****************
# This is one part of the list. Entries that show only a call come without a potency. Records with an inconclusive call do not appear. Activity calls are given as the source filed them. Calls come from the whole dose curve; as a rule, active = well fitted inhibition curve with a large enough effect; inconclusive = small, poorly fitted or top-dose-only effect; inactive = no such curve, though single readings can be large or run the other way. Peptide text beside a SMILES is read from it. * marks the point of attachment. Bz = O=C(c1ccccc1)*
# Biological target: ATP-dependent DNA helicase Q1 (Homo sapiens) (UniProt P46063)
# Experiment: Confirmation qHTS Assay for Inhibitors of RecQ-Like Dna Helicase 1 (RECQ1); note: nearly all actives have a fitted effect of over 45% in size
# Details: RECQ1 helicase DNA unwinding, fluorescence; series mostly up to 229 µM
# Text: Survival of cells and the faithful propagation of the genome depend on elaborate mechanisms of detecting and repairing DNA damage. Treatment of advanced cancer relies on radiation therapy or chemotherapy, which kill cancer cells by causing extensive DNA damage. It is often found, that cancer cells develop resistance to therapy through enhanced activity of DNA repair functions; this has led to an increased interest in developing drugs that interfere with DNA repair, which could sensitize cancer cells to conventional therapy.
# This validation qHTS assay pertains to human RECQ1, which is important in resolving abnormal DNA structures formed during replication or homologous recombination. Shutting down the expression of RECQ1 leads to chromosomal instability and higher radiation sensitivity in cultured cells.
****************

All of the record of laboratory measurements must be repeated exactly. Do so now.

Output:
# This is one part of the list. Entries that show only a call come without a potency. Records with an inconclusive call do not appear. Activity calls are given as the source filed them. Calls come from the whole dose curve; as a rule, active = well fitted inhibition curve with a large enough effect; inconclusive = small, poorly fitted or top-dose-only effect; inactive = no such curve, though single readings can be large or run the other way. Peptide text beside a SMILES is read from it. * marks the point of attachment. Bz = O=C(c1ccccc1)*
# Biological target: ATP-dependent DNA helicase Q1 (Homo sapiens) (UniProt P46063)
# Experiment: Confirmation qHTS Assay for Inhibitors of RecQ-Like Dna Helicase 1 (RECQ1); note: nearly all actives have a fitted effect of over 45% in size
# Details: RECQ1 helicase DNA unwinding, fluorescence; series mostly up to 229 µM
# Text: Survival of cells and the faithful propagation of the genome depend on elaborate mechanisms of detecting and repairing DNA damage. Treatment of advanced cancer relies on radiation therapy or chemotherapy, which kill cancer cells by causing extensive DNA damage. It is often found, that cancer cells develop resistance to therapy through enhanced activity of DNA repair functions; this has led to an increased interest in developing drugs that interfere with DNA repair, which could sensitize cancer cells to conventional therapy.
# This validation qHTS assay pertains to human RECQ1, which is important in resolving abnormal DNA structures formed during replication or homologous recombination. Shutting down the expression of RECQ1 leads to chromosomal instability and higher radiation sensitivity in cultured cells.